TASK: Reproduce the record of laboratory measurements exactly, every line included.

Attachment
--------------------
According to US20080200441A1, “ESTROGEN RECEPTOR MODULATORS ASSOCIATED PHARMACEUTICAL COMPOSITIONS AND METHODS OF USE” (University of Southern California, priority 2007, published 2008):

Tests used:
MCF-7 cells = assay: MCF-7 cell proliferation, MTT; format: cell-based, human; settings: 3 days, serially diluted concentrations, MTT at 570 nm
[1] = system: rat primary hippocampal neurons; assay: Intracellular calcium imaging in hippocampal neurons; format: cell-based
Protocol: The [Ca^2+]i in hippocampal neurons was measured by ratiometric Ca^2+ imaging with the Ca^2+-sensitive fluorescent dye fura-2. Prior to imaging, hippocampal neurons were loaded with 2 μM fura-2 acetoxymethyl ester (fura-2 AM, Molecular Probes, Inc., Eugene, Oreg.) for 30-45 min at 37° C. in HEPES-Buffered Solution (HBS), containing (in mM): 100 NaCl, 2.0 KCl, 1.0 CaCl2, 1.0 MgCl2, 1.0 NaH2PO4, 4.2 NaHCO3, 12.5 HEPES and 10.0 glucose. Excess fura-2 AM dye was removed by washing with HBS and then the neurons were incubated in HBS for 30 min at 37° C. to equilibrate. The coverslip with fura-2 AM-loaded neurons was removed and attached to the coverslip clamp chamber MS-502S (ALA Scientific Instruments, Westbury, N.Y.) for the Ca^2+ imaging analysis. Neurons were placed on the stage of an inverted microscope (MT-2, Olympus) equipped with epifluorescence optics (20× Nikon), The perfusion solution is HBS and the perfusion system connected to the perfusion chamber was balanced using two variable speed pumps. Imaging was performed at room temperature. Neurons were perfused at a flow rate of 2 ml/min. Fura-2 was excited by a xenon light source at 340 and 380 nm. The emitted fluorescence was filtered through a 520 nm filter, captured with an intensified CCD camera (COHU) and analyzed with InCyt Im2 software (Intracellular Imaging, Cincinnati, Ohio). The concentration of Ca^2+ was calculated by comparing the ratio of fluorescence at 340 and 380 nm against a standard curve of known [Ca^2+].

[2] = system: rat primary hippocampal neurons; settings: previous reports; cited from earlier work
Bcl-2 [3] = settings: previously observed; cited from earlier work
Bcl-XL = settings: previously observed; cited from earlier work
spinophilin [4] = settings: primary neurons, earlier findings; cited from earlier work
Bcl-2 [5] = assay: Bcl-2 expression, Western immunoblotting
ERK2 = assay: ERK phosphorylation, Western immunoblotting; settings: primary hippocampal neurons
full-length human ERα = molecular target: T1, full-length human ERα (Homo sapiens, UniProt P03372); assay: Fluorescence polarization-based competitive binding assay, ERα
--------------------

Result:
According to US20080200441A1, “ESTROGEN RECEPTOR MODULATORS ASSOCIATED PHARMACEUTICAL COMPOSITIONS AND METHODS OF USE” (University of Southern California, priority 2007, published 2008):

Tests used:
MCF-7 cells = assay: MCF-7 cell proliferation, MTT; format: cell-based, human; settings: 3 days, serially diluted concentrations, MTT at 570 nm
[1] = system: rat primary hippocampal neurons; assay: Intracellular calcium imaging in hippocampal neurons; format: cell-based
Protocol: The [Ca^2+]i in hippocampal neurons was measured by ratiometric Ca^2+ imaging with the Ca^2+-sensitive fluorescent dye fura-2. Prior to imaging, hippocampal neurons were loaded with 2 μM fura-2 acetoxymethyl ester (fura-2 AM, Molecular Probes, Inc., Eugene, Oreg.) for 30-45 min at 37° C. in HEPES-Buffered Solution (HBS), containing (in mM): 100 NaCl, 2.0 KCl, 1.0 CaCl2, 1.0 MgCl2, 1.0 NaH2PO4, 4.2 NaHCO3, 12.5 HEPES and 10.0 glucose. Excess fura-2 AM dye was removed by washing with HBS and then the neurons were incubated in HBS for 30 min at 37° C. to equilibrate. The coverslip with fura-2 AM-loaded neurons was removed and attached to the coverslip clamp chamber MS-502S (ALA Scientific Instruments, Westbury, N.Y.) for the Ca^2+ imaging analysis. Neurons were placed on the stage of an inverted microscope (MT-2, Olympus) equipped with epifluorescence optics (20× Nikon), The perfusion solution is HBS and the perfusion system connected to the perfusion chamber was balanced using two variable speed pumps. Imaging was performed at room temperature. Neurons were perfused at a flow rate of 2 ml/min. Fura-2 was excited by a xenon light source at 340 and 380 nm. The emitted fluorescence was filtered through a 520 nm filter, captured with an intensified CCD camera (COHU) and analyzed with InCyt Im2 software (Intracellular Imaging, Cincinnati, Ohio). The concentration of Ca^2+ was calculated by comparing the ratio of fluorescence at 340 and 380 nm against a standard curve of known [Ca^2+].

[2] = system: rat primary hippocampal neurons; settings: previous reports; cited from earlier work
Bcl-2 [3] = settings: previously observed; cited from earlier work
Bcl-XL = settings: previously observed; cited from earlier work
spinophilin [4] = settings: primary neurons, earlier findings; cited from earlier work
Bcl-2 [5] = assay: Bcl-2 expression, Western immunoblotting
ERK2 = assay: ERK phosphorylation, Western immunoblotting; settings: primary hippocampal neurons
full-length human ERα = molecular target: T1, full-length human ERα (Homo sapiens, UniProt P03372); assay: Fluorescence polarization-based competitive binding assay, ERα